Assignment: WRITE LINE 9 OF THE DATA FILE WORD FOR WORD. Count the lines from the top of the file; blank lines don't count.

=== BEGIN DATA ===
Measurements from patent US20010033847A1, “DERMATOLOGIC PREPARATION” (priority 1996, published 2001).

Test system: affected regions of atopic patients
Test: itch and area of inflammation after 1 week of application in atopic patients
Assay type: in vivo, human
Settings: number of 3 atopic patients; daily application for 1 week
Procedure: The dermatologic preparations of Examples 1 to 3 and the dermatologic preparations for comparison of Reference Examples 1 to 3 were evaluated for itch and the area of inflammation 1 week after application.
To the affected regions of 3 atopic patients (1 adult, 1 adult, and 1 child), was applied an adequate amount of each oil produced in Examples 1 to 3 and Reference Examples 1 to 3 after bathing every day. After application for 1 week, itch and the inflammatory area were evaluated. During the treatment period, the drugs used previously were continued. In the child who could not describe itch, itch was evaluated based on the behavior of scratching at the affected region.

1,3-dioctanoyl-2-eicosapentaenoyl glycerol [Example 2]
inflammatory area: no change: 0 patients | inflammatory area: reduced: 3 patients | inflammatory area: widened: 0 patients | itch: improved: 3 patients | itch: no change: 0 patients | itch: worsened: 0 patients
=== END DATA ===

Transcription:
inflammatory area: no change: 0 patients | inflammatory area: reduced: 3 patients | inflammatory area: widened: 0 patients | itch: improved: 3 patients | itch: no change: 0 patients | itch: worsened: 0 patients